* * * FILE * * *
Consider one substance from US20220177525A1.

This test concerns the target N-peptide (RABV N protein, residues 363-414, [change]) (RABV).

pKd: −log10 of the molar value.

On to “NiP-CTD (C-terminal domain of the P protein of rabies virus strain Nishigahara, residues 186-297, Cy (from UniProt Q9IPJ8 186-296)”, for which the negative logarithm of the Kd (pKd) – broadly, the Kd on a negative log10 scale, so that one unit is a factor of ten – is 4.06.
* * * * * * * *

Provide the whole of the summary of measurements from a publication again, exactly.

Consider one substance from US20220177525A1.

This test concerns the target N-peptide (RABV N protein, residues 363-414, [change]) (RABV).

pKd: −log10 of the molar value.

On to “NiP-CTD (C-terminal domain of the P protein of rabies virus strain Nishigahara, residues 186-297, Cy (from UniProt Q9IPJ8 186-296)”, for which the negative logarithm of the Kd (pKd) – broadly, the Kd on a negative log10 scale, so that one unit is a factor of ten – is 4.06.